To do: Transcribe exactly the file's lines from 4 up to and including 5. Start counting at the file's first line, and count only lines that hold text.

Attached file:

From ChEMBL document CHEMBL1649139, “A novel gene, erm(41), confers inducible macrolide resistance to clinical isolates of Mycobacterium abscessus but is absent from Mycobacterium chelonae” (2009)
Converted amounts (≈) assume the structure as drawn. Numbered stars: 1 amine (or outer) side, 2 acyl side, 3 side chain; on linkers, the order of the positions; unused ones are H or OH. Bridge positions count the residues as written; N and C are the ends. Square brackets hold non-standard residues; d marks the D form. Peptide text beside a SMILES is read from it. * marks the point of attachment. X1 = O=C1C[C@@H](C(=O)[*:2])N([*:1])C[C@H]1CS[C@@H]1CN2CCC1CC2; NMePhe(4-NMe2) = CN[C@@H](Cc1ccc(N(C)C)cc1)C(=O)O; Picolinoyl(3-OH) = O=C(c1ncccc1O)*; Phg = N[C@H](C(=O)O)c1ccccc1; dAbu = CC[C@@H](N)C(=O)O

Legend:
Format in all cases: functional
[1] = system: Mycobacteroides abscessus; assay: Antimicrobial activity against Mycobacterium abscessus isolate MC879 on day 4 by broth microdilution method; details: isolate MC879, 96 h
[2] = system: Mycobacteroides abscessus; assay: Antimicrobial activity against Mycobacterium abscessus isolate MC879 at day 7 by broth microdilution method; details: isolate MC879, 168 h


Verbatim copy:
Format in all cases: functional
[1] = system: Mycobacteroides abscessus; assay: Antimicrobial activity against Mycobacterium abscessus isolate MC879 on day 4 by broth microdilution method; details: isolate MC879, 96 h